0:00

[music] Sometimes, you'll see a Greek restaurant with a name like this.

So, it's g, r, sigma, sigma, K restaurant. And my little rant here is that this does

not say Greek restaurant. It says grssk restaurant.

That sigma is really a letter S. Right?

Sigma makes the s sound. Yeah, so grssk restaurant.

Well, this sigma makes an s sound, right? So, you know, forget this Greek restaurant

story. What's another word that actually does

start with s? Alright, a word that starts with s is Sum.

So, we're going to use that giant sigma for sums.

Let's see an example. So, I'll write a big sigma for sum, and

then below the sigma, I'll write what I want to start at.

Above the sigma, I'll right what I want to end at.

And here's what I want to add up. So, in this example, I first plug in n

equals 1. Right?

And 2 times 1 minus 1 is 1. Then, I plug in n equals 2.

2 times 2 minus 1 is 3. Then, I plug in n equals 3.

2 times 3 minus 1 is 5. Then, I plug in n equals 4.

2 times 4 minus 1 is 7. Then, I plug in n equals 5.

2 times 5 minus 1 is 9. And I keep on doing this, right, until I

plug in n equals 10. Which is 2 times 10 minus 1 which is 19.

So, to evaluate this sum, right, the meaning of these symbols is just to add up

1 plus 3 plus 5 plus 7, and so on, until I get to 19.

We can compute this. Well, here we go.

Alright, 1 plus 3 is 4. 4 plus 5 is 9.

Alright, 9 plus 7 is 16. 16 plus 9 is 25.

25 plus, what's the next number in this list, is 11.

25 plus 11 is 36. 36 plus the next number that would come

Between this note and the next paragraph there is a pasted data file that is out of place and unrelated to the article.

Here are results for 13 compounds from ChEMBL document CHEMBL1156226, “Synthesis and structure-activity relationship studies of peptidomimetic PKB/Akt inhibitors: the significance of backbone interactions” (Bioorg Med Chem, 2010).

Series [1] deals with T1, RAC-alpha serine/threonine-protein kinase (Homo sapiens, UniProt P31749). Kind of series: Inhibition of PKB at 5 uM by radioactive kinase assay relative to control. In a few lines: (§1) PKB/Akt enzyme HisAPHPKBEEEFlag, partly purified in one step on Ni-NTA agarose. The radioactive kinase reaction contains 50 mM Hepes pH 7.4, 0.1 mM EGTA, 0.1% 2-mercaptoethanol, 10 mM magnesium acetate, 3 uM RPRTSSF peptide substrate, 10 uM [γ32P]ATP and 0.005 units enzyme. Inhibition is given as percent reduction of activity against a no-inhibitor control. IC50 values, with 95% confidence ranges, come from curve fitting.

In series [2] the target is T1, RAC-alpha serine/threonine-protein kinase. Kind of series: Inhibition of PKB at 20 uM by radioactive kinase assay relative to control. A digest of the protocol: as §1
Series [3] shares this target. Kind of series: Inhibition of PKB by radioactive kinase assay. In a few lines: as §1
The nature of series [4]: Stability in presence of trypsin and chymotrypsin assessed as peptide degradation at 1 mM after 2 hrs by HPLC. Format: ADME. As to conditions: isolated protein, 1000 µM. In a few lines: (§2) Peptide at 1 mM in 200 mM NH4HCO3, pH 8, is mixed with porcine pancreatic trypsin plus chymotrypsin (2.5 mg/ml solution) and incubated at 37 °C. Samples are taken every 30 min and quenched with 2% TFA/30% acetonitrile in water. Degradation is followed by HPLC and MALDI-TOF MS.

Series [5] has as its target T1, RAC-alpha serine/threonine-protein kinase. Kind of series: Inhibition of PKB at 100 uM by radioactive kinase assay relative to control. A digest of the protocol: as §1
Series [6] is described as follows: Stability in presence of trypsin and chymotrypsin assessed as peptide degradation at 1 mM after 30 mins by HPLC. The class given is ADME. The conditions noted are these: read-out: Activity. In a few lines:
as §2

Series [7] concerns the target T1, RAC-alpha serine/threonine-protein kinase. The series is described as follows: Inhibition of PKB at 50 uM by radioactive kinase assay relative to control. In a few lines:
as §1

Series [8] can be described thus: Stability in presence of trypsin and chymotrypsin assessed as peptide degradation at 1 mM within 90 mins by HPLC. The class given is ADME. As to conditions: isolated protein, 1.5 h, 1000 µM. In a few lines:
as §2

after 11 and this is 13. 36 plus 13 is 49.

49 plus, the next number is 15. 49 plus 15 is 64.

64 plus 17 is the next number, right before 19.

64 plus 17 is 81. And 81 plus 19 is 100.

So, yeah. If I add up 1 plus 3 plus 5 plus 7 plus 9

all the way up 19, by just adding up the odd numbers between 1 and 19, I get 100

and that's the value of this sum. If you have some programming experience,

you can think of these sums as like loops. Formally, what does this notation mean,

right? So, I put a big summation symbol, a big

sigma. N goes from a to b, a and b are whole

numbers. And then, I've got some expression

involving n which I can write as a function of n.

And what this notation means is just to plug in all the numbers between a and b,

the whole numbers between a and b including a and b, into this expression,

and then sum them all up. Right?

Giant sigma for sum. You know, so if I wanted to expand this

out, if I want to right out what this is doing, you know, I first plug in a, then I

plug in a plus 1, then I add to that a, whatever I get when I plug in a plus 2,

and then dot, dot, dot, I keep on going, right.

And then, I get closer to the n. Right before the n, I plug in b minus 1.

And then, I finish by plugging in b and I add up all these things and that's the

value of this sum. Alright that's what this notation means.

There's one easy case where we can figure out the whole story.

What happens if we take the sum of just a constant?

Some expression that doesn't depend on the indexing variable at all.

For instance, what is the sum, as n goes from a to b, of just the constant C,

right? This is you know, sort of expression that

doesn't involve n at all. So, to compute this, all we have to know

is how many times C is being added into itself.

Right, so this is C plus C plus, and it keeps on going, you know, plus C.

But the whole issue is just how many times C appears.

And C appears b minus a plus 1 times. That, that plus 1 maybe is a little bit

confusing. But you can see that the plus 1 really

belongs there, if you plug in some specific values for, for b and a.

So, if I add C to itself, b minus a plus 1 times, this sum is really just a

multiplication problem, right. Repeated addition is called

multiplication. It's C times b minus a plus 1.

So, the sum of C as n goes from a to b is just C times b minus a plus 1.